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The Latest news from the Motley Fool: Let's teach our kids what money means

The Motley Fool started as an irreverent investment newsletter and has grown to become one of the most popular personal finance and investment websites. Anyone who follows its philosophy is called a 'Foolish investor'.

ere's a question: how many people in the United Kingdom actually own shares, do you think?

According to Proshare, a very Foolish organisation devoted to promoting public investment in shares (and a great champion of share clubs too, by the way), only about 27 per cent of the population do.

And that is after many years of privatisations and demutualisations. So the number of people who have actually bought shares the conventional way, using private stockbrokers, is quite a bit lower than that.

Over in the United States, about 40 per cent of the population owns shares, and that is without government sell-offs and freebies from building societies, too.

So why is there such a big difference if, as followers of the Motley Fool already know, shares have outperformed all other investments for the best part of this century?

Most of the answer lies in lack of education. To coincide with their Share Aware campaign, The London Stock Exchange recently commissioned ace opinion pollsters Mori to ask people what they thought about shares.

The frightening result, which was published last week, is that 64 per cent of people are not convinced that shares really do provide a better long-term investment than the good old savings accounts.

But what are the facts? What are the actual numbers? At the Motley Fool, we like to refer doubters to Barclays Capital Equity-Gilt Study, which reveals that, since 1919, shares have appreciated in value at an average rate of 12.2 per cent per year. And that period includes the Great Crash of 1929 too, don't forget.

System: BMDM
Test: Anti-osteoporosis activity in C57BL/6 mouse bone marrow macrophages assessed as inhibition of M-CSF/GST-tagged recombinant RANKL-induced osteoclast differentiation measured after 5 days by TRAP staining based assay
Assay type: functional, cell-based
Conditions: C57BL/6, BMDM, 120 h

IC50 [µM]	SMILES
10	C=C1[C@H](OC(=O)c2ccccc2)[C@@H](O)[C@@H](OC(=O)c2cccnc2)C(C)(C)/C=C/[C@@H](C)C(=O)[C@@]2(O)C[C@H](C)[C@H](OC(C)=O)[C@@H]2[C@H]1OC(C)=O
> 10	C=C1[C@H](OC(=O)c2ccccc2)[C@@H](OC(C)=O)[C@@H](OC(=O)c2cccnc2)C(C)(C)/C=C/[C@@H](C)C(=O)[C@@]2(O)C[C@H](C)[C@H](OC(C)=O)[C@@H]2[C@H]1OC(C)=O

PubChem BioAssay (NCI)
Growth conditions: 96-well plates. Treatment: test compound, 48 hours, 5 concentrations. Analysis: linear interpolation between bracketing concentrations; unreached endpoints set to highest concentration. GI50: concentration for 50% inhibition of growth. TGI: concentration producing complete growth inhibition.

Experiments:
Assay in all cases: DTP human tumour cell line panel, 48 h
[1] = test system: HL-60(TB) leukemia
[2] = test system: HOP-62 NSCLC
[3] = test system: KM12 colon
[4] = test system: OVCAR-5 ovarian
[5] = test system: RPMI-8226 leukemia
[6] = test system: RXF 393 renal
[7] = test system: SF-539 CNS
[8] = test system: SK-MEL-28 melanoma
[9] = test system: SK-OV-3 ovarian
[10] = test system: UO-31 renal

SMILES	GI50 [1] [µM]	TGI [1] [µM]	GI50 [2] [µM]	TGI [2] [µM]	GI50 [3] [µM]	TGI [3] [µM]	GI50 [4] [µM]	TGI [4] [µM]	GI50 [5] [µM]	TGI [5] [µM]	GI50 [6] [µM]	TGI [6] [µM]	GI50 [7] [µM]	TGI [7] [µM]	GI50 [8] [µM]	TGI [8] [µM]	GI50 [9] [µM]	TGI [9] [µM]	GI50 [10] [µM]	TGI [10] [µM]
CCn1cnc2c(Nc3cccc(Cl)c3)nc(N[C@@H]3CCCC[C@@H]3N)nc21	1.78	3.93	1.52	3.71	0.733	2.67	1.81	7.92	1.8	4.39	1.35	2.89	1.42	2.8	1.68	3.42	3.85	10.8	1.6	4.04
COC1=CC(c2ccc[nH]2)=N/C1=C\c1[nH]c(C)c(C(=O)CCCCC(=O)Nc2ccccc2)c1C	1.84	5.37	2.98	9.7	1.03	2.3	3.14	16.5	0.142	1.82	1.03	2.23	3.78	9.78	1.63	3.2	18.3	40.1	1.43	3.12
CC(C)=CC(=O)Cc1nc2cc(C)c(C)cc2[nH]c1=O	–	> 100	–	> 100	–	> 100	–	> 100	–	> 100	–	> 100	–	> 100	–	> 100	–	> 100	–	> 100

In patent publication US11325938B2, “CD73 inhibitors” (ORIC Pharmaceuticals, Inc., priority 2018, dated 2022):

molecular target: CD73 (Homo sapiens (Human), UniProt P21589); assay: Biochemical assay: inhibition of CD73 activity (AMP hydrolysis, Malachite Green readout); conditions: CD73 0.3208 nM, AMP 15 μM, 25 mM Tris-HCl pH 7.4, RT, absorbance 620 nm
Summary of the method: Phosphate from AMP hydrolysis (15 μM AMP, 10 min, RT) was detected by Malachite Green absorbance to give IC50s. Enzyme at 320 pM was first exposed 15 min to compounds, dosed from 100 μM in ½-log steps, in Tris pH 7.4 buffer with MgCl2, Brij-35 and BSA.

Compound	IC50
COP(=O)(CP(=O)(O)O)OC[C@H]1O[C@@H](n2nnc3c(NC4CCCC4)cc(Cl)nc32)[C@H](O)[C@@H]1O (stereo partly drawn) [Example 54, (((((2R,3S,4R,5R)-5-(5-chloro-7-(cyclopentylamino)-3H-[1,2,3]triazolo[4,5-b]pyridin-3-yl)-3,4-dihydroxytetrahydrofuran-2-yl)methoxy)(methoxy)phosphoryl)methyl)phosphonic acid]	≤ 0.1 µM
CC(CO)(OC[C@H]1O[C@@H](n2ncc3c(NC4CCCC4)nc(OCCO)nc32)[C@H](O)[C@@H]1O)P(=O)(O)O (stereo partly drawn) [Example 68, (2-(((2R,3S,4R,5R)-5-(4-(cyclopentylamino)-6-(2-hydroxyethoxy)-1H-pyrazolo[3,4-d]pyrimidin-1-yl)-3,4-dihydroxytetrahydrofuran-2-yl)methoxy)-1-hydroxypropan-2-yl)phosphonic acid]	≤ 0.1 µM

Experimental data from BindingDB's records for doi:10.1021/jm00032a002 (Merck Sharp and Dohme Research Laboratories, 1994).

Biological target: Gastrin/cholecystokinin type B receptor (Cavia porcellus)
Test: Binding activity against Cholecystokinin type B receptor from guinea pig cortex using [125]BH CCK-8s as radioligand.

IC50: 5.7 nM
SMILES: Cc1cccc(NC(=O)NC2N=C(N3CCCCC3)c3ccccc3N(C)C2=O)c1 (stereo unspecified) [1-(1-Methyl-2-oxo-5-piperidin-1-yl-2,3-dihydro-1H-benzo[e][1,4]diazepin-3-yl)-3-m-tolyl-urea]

Over the same period, cash held in savings accounts has averaged a mere 5.4 per cent. And Proshare's own research also shows that between 1988 and 1997, shares provided an average return of 15.7 per cent per year.

It isn't just knowledge of the actual long-term returns that is lacking, though.

Many people believe that, even if such returns are true, investing in shares is too risky because share prices often fall.

And let's face it, most of us have heard a horror story or two about great crashes and lost fortunes, haven't we?

It is this fear that turns most people away from shares, but what is not immediately obvious is that time has a great effect on risk.

The longer we hold on to our shares, the more the short-term ups and downs even out and the lower the overall risk.

Indeed, over the decades that most of us will be working and saving hard for our retirement, the most risky place to be is outside the stock market altogether. And if we don't trust our own stock-picking skills, we can always buy an index-tracking fund and match the returns of the whole market, less the annual charges of course.

The real shame is that people are generally just not aware of these facts - and for this our educational system must bear a lot of the responsibility.

How many readers out there were actually taught anything about money or investing at school? Very few, we'll wager. Our children are taught all sorts of "practical" skills, from baking cakes to making wooden pipe racks, but nothing about the most important practical skill of all - that of managing our finances.